10 January 2008

What were they thinking?

There’s something about knowledge, or learning, that fascinates me. It’s the fact that once something new is known, or learnt – i.e. once something new becomes old news, or obvious, or standard practice – that new learning becomes the lowest denominator of our knowledge. We no longer rely on the old knowledge. The new knowledge replaces the old and becomes second nature to us… as if we knew it all along. We quickly forget what it was like not to know what we know now.

Does this sound confusing? Well, let me try to explain.

Today, most of us are very familiar and comfortable with mobilephones. The mobilephone is as much a part of our lives as, say, a wristwatch is. We had telephones before this, but they didn’t quite cut it. When we were on the move, we couldn’t use our telephones we had at home or at work. We needed a communication device which was smaller, lighter, wire-free… portable. With advancement in science, technology and telecommunications, the mobilephone solved our problem.

But now that our problem of talking over distances while on the move is solved by a mobilephone, it is difficult for us to think about our old problem in the old way. What was once unknown to us has now become obvious – a fact of life. What had once tested our ingenuity and skill is now known even to a child… thanks to the collaborative efforts of many skills, technologies and disciplines of knowledge.

This phenomenon of knowledge transfer affects not only the immediate past (with reference to mobile telecommunications), but the distant past as well. Today, when historians dig into our past to determine what happened, say, 2000 years ago, they use their current knowledge base and their modern tools. But, couldn’t this be a faulty approach to determine how life was 2000 years ago and how human civilisation progressed over the years?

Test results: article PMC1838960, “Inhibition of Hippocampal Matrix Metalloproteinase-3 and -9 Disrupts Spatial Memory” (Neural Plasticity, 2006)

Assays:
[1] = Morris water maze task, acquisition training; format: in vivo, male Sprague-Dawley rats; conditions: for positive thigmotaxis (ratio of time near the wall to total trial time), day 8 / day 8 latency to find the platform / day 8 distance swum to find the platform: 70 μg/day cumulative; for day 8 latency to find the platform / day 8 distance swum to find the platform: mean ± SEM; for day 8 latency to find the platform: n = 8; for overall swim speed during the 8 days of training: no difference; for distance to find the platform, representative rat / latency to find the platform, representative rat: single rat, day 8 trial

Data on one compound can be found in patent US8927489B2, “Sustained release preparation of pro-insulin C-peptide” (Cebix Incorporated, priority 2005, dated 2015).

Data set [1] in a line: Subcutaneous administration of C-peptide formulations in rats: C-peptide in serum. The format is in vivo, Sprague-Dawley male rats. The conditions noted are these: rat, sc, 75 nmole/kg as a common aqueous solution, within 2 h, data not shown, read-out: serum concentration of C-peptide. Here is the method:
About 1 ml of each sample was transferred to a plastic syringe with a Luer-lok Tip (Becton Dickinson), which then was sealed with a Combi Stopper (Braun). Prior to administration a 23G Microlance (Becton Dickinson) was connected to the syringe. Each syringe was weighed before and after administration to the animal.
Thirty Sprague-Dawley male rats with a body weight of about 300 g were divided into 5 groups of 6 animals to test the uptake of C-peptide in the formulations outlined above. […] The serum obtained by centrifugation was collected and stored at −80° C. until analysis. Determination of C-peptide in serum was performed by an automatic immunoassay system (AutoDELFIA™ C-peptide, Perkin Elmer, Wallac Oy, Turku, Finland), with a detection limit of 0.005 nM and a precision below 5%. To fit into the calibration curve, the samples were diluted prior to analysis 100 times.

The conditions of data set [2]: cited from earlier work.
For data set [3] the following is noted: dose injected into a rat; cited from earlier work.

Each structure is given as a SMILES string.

Shouldn’t history be put into its context – in that specific period in time – when both ideas and civilisation developed from what men and women knew then (and not from what they know now)? Shouldn’t history be focusing on what men and women were thinking then – and what they were doing then to improve their lives? Shouldn’t historians be focusing on what was possible then – on what was imagined, and practiced, by men and women then?

If historians have to invent, to fictionalise, their narratives, they might as well get their contextual framework right. Using modern knowledge and modern technology may not be the right approach.

2 comments:

Saibal Barman said...

A thought provoking article ! It leaves enough space for the readers' valuation !
Best wishes,

runawaysun said...

Thanks Saibal for visiting my blog and commenting on it. Glad you liked the post. Noticed you have your own blog too. Shall go through it sometime.